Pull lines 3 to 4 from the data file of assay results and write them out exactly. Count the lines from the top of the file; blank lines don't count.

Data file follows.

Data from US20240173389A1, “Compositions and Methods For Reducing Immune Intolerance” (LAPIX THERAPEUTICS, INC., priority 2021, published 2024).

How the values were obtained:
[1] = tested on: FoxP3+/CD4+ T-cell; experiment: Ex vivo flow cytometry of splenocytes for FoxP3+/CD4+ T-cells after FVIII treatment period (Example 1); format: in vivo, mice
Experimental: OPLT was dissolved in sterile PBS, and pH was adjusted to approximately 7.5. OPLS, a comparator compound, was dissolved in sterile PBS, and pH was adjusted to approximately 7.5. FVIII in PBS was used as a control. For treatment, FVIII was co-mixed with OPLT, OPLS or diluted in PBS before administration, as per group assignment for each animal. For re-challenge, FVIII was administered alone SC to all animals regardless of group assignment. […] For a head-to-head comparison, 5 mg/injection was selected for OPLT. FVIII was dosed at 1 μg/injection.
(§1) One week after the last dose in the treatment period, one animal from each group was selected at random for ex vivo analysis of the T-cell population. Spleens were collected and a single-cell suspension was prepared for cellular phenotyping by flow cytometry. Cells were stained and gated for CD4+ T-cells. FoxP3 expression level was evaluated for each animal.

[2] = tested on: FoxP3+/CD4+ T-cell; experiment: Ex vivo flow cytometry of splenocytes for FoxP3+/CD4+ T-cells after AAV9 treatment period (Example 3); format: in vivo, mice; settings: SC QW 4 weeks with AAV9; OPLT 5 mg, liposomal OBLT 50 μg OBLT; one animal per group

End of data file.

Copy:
[1] = tested on: FoxP3+/CD4+ T-cell; experiment: Ex vivo flow cytometry of splenocytes for FoxP3+/CD4+ T-cells after FVIII treatment period (Example 1); format: in vivo, mice
Experimental: OPLT was dissolved in sterile PBS, and pH was adjusted to approximately 7.5. OPLS, a comparator compound, was dissolved in sterile PBS, and pH was adjusted to approximately 7.5. FVIII in PBS was used as a control. For treatment, FVIII was co-mixed with OPLT, OPLS or diluted in PBS before administration, as per group assignment for each animal. For re-challenge, FVIII was administered alone SC to all animals regardless of group assignment. […] For a head-to-head comparison, 5 mg/injection was selected for OPLT. FVIII was dosed at 1 μg/injection.